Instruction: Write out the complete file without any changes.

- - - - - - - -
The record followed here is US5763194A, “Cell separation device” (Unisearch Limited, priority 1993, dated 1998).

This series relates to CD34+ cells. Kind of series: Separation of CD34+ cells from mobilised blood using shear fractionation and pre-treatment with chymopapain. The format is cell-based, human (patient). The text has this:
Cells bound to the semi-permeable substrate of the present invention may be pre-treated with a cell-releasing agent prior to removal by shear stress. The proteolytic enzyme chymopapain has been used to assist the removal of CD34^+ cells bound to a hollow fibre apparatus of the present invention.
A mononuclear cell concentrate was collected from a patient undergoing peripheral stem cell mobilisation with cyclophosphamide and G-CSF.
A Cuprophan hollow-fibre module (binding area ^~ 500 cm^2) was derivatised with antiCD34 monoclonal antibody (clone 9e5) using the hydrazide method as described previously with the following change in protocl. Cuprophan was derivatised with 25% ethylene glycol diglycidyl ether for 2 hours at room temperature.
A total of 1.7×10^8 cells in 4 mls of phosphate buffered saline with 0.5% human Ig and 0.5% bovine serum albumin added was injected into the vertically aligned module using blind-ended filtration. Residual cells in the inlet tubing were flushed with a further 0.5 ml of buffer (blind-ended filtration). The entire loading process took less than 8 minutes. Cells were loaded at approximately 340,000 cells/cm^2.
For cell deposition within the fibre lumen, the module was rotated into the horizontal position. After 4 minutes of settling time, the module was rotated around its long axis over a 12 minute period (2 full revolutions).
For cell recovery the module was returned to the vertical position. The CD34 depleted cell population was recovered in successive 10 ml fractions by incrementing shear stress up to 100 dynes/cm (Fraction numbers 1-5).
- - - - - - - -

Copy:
The record followed here is US5763194A, “Cell separation device” (Unisearch Limited, priority 1993, dated 1998).

This series relates to CD34+ cells. Kind of series: Separation of CD34+ cells from mobilised blood using shear fractionation and pre-treatment with chymopapain. The format is cell-based, human (patient). The text has this:
Cells bound to the semi-permeable substrate of the present invention may be pre-treated with a cell-releasing agent prior to removal by shear stress. The proteolytic enzyme chymopapain has been used to assist the removal of CD34^+ cells bound to a hollow fibre apparatus of the present invention.
A mononuclear cell concentrate was collected from a patient undergoing peripheral stem cell mobilisation with cyclophosphamide and G-CSF.
A Cuprophan hollow-fibre module (binding area ^~ 500 cm^2) was derivatised with antiCD34 monoclonal antibody (clone 9e5) using the hydrazide method as described previously with the following change in protocl. Cuprophan was derivatised with 25% ethylene glycol diglycidyl ether for 2 hours at room temperature.
A total of 1.7×10^8 cells in 4 mls of phosphate buffered saline with 0.5% human Ig and 0.5% bovine serum albumin added was injected into the vertically aligned module using blind-ended filtration. Residual cells in the inlet tubing were flushed with a further 0.5 ml of buffer (blind-ended filtration). The entire loading process took less than 8 minutes. Cells were loaded at approximately 340,000 cells/cm^2.
For cell deposition within the fibre lumen, the module was rotated into the horizontal position. After 4 minutes of settling time, the module was rotated around its long axis over a 12 minute period (2 full revolutions).
For cell recovery the module was returned to the vertical position. The CD34 depleted cell population was recovered in successive 10 ml fractions by incrementing shear stress up to 100 dynes/cm (Fraction numbers 1-5).